|Patrice Bergeron finally has his first hat trick ‘out of the way’||01.12.11 at 11:04 am ET|
It was only fitting that Patrice Bergeron had to record his first career hat trick twice.
After all, when you’ve waited seven years and 418 games, what’s another 10 minutes and 57 seconds? When the puck deflected off Sergei Gonchar‘s skate and past Brian Elliot at 14:07 of the second period, everyone assumed it was Bergeron who tipped it home. It was actually Brad Marchand who took the centering shot and it hit off Gonchar’s skate, never reaching Bergeron before it slid past Elliot.
“To be honest, I know we were both battling in front and it hit something, for sure, a skate, and Marchy told me it hit my skate so I thought I had it, but to be honest I didn’t know. I wasn’t sure.”
Still, it was announced in the building as Bergeron and the hats came raining down. Then, as fans were making their way out of their seats at the end of the second period, it was announced that the goal was changed to Marchand, meaning Bergy stood at two goals on the evening.
“It was funny, because, after the second, everyone was congratulating me about the hat trick, then it came back and, you know, ‘Hey it’s not yours, it’s Marchy’s’, and everyone was saying that ‘It’s only your first one?’, since I’ve played, so, I guess I wanted to get the last goal,” Bergeron said with a smile.
So, as the Bruins were cruising to a 6-0 romp over the Senators, Marchand made good on a promise to find him in the third period to make good and finally get Bergeron his first three-goal game in the NHL and his first since Juniors.
“It was disappointing that they took that goal away from him,” Marchand said. “I think there was a 2-on-1 there I tried to get it to him also. It is great he finally got there with a beautiful shot.”
Marchand came down the left wing and found Bergeron in the corner. Bergeron came out to the bottom of the circle and fired a shot that beat back-up goalie Mike Brodeur – in his second NHL appearance – and Bergeron finally had his hat trick.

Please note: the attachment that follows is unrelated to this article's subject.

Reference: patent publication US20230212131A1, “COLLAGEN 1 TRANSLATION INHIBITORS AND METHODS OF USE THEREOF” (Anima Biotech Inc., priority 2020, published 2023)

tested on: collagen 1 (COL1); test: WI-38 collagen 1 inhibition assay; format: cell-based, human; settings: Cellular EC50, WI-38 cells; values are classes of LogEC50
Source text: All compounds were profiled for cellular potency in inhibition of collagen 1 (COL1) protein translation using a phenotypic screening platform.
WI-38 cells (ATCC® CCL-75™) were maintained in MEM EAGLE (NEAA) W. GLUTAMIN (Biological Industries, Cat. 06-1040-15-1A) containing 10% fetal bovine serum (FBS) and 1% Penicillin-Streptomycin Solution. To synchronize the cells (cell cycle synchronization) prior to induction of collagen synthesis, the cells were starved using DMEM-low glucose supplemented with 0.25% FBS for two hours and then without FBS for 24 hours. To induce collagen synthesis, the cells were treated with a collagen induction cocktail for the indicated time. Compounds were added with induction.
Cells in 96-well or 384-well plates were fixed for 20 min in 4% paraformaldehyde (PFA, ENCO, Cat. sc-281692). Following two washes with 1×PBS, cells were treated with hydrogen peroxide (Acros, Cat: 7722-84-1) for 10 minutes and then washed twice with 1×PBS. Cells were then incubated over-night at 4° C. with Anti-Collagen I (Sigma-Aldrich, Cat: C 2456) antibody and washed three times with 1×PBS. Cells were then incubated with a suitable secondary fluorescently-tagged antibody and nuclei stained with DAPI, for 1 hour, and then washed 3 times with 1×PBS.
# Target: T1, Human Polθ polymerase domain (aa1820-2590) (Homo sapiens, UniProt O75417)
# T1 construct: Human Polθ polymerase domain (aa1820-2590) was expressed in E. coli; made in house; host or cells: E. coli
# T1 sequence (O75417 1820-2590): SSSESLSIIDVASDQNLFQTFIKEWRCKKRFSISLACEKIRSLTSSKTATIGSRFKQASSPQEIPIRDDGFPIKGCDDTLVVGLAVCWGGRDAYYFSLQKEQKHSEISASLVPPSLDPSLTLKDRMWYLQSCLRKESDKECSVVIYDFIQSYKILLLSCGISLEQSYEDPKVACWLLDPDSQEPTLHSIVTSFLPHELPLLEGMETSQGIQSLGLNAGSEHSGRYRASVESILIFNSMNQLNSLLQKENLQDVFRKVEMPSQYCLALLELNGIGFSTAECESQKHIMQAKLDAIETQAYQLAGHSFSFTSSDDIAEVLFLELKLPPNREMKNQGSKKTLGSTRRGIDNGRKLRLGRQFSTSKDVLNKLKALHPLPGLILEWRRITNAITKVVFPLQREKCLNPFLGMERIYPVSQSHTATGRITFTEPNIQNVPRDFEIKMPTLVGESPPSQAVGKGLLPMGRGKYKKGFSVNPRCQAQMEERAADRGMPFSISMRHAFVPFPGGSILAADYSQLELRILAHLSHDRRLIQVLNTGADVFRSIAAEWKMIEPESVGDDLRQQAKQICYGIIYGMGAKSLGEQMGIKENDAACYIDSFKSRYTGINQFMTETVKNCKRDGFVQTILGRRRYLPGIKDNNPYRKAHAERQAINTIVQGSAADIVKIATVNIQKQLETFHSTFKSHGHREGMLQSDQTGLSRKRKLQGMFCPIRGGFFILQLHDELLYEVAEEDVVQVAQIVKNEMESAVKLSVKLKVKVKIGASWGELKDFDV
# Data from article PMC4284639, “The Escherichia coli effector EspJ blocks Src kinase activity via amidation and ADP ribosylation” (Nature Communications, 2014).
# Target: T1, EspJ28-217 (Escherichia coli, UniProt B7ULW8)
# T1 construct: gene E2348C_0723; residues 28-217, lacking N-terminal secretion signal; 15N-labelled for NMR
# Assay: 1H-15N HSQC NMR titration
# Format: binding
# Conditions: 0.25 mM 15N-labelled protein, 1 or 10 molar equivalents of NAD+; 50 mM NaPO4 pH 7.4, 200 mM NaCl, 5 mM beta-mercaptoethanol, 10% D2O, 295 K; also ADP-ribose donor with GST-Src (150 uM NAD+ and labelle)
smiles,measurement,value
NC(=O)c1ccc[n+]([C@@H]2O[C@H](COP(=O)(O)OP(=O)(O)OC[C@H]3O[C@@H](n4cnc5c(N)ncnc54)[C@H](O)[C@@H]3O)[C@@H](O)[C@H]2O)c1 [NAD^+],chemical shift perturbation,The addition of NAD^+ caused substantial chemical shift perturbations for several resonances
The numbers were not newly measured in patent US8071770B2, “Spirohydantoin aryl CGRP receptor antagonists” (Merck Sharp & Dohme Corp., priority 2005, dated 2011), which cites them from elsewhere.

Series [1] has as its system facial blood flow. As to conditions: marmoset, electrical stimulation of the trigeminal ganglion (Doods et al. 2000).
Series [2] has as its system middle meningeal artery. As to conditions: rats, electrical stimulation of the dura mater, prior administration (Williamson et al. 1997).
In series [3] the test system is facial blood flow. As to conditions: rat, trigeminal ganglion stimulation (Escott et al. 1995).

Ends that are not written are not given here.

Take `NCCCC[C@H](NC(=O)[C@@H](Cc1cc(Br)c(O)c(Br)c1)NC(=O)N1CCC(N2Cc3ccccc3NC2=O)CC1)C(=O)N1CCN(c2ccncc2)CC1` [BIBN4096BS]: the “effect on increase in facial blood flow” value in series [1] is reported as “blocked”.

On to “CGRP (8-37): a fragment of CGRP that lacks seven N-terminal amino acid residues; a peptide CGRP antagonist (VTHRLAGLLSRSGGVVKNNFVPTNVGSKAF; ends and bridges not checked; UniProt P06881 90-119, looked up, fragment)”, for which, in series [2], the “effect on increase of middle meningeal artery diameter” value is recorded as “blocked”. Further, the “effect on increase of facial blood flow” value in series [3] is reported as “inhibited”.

“Everyone’s leaving the building with no hats on, so yeah, I guess I wanted to get it, because I guess everyone threw their hats on the ice. To be honest, I never really thought about it. You know, I don’t really stop and think about those kind of individual goals, but it’s always nice to have it out of the way.
Bergeron is one of the hottest players in the NHL, with five goals in his last three games and 17 points in his last 13 games.
“Our forecheck has been a lot better, we’re in sync as a line a little but more,” Bergeron said. “You know, I thought we were doing good things, also, before, but it’s just I think the puck wasn’t going in and now it is, so you know, obviously, you’ve got to take it, and go with it.
“But obviously, I’m trying to bring as much as I can for our team to win, you know, and if we get some success as a team, so, now we have a stretch here before the All-Star break, you know, and we obviously want to get some points.”
|Why the Bruins feel so bad for Tuukka Rask||01.06.11 at 11:54 pm ET|
Shawn Thornton felt sorry for Tuukka Rask. But, more to the point, Thornton – one of the true team leaders in the Bruins dressing room – felt ashamed of the effort in front of him.
Thornton called out the rest of the team for non-support of goalie Tuukka Rask. The Bruins netminder made several athletic saves, including a spectacular one on Martin Havlat to keep the Bruins tied. But the save was for naught as the Bruins fell, 3-1, Thursday night to the Minnesota Wild.
“Tuukka was awesome again,” Thornton said. “I think its awful that that kid plays so good for us all the time and we don’t get the wins for him its…we care about him and we should probably show it in a better way, he stood on his head for us pretty much every night and I don’t know his save percentage is .940 or something stupid like that.
“That should be good enough to win a lot of hockey games so we have to look ourselves in the mirror as far as that goes.”
Not that anyone is nit-picking at this point, but his save percentage is .928 after stopping 31-of-33 shots he faced, not including the empty-netter by Mikko Koivu with less than a minute to go that sealed Boston’s fate.